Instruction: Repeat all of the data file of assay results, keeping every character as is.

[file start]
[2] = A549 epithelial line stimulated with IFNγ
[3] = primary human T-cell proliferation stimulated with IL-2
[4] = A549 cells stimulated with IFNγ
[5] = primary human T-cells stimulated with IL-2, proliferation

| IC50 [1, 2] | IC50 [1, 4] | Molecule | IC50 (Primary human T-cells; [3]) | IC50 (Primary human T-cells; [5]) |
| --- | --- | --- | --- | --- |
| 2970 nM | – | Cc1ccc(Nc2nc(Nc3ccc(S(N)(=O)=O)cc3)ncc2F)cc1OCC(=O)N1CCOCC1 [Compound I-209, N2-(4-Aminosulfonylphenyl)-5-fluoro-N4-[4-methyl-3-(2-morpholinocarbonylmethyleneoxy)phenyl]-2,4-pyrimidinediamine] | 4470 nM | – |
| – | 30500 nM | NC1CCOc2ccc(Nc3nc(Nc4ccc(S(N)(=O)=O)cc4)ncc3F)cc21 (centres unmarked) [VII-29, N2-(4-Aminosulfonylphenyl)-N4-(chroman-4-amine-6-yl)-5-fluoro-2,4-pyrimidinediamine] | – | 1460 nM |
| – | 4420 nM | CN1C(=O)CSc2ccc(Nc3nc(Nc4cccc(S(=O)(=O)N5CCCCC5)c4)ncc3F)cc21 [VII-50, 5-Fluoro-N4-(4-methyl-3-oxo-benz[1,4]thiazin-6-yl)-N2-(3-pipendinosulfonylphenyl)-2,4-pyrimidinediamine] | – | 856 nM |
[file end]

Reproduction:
[2] = A549 epithelial line stimulated with IFNγ
[3] = primary human T-cell proliferation stimulated with IL-2
[4] = A549 cells stimulated with IFNγ
[5] = primary human T-cells stimulated with IL-2, proliferation

| IC50 [1, 2] | IC50 [1, 4] | Molecule | IC50 (Primary human T-cells; [3]) | IC50 (Primary human T-cells; [5]) |
| --- | --- | --- | --- | --- |
| 2970 nM | – | Cc1ccc(Nc2nc(Nc3ccc(S(N)(=O)=O)cc3)ncc2F)cc1OCC(=O)N1CCOCC1 [Compound I-209, N2-(4-Aminosulfonylphenyl)-5-fluoro-N4-[4-methyl-3-(2-morpholinocarbonylmethyleneoxy)phenyl]-2,4-pyrimidinediamine] | 4470 nM | – |
| – | 30500 nM | NC1CCOc2ccc(Nc3nc(Nc4ccc(S(N)(=O)=O)cc4)ncc3F)cc21 (centres unmarked) [VII-29, N2-(4-Aminosulfonylphenyl)-N4-(chroman-4-amine-6-yl)-5-fluoro-2,4-pyrimidinediamine] | – | 1460 nM |
| – | 4420 nM | CN1C(=O)CSc2ccc(Nc3nc(Nc4cccc(S(=O)(=O)N5CCCCC5)c4)ncc3F)cc21 [VII-50, 5-Fluoro-N4-(4-methyl-3-oxo-benz[1,4]thiazin-6-yl)-N2-(3-pipendinosulfonylphenyl)-2,4-pyrimidinediamine] | – | 856 nM |